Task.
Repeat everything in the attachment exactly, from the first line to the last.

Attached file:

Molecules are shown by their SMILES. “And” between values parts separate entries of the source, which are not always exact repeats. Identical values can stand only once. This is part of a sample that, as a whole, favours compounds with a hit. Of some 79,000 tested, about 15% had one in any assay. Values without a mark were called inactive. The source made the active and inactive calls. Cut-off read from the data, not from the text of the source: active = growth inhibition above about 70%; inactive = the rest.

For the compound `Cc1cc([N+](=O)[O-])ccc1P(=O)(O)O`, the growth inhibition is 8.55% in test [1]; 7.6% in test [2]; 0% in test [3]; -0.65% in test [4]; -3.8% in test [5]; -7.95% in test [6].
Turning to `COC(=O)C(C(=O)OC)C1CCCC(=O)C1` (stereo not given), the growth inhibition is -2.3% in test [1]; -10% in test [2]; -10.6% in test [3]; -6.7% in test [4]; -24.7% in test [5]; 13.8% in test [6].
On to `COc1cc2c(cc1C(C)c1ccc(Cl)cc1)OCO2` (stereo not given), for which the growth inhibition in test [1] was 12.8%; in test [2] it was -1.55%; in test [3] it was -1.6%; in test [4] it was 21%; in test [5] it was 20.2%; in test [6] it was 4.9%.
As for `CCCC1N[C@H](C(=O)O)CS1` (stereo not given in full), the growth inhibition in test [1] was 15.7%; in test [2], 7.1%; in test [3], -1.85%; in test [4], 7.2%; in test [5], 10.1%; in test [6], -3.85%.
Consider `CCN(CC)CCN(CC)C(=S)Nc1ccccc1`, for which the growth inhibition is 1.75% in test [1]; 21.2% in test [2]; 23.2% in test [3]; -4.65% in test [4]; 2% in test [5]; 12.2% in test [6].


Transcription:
Molecules are shown by their SMILES. “And” between values parts separate entries of the source, which are not always exact repeats. Identical values can stand only once. This is part of a sample that, as a whole, favours compounds with a hit. Of some 79,000 tested, about 15% had one in any assay. Values without a mark were called inactive. The source made the active and inactive calls. Cut-off read from the data, not from the text of the source: active = growth inhibition above about 70%; inactive = the rest.

For the compound `Cc1cc([N+](=O)[O-])ccc1P(=O)(O)O`, the growth inhibition is 8.55% in test [1]; 7.6% in test [2]; 0% in test [3]; -0.65% in test [4]; -3.8% in test [5]; -7.95% in test [6].
Turning to `COC(=O)C(C(=O)OC)C1CCCC(=O)C1` (stereo not given), the growth inhibition is -2.3% in test [1]; -10% in test [2]; -10.6% in test [3]; -6.7% in test [4]; -24.7% in test [5]; 13.8% in test [6].
On to `COc1cc2c(cc1C(C)c1ccc(Cl)cc1)OCO2` (stereo not given), for which the growth inhibition in test [1] was 12.8%; in test [2] it was -1.55%; in test [3] it was -1.6%; in test [4] it was 21%; in test [5] it was 20.2%; in test [6] it was 4.9%.
As for `CCCC1N[C@H](C(=O)O)CS1` (stereo not given in full), the growth inhibition in test [1] was 15.7%; in test [2], 7.1%; in test [3], -1.85%; in test [4], 7.2%; in test [5], 10.1%; in test [6], -3.85%.
Consider `CCN(CC)CCN(CC)C(=S)Nc1ccccc1`, for which the growth inhibition is 1.75% in test [1]; 21.2% in test [2]; 23.2% in test [3]; -4.65% in test [4]; 2% in test [5]; 12.2% in test [6].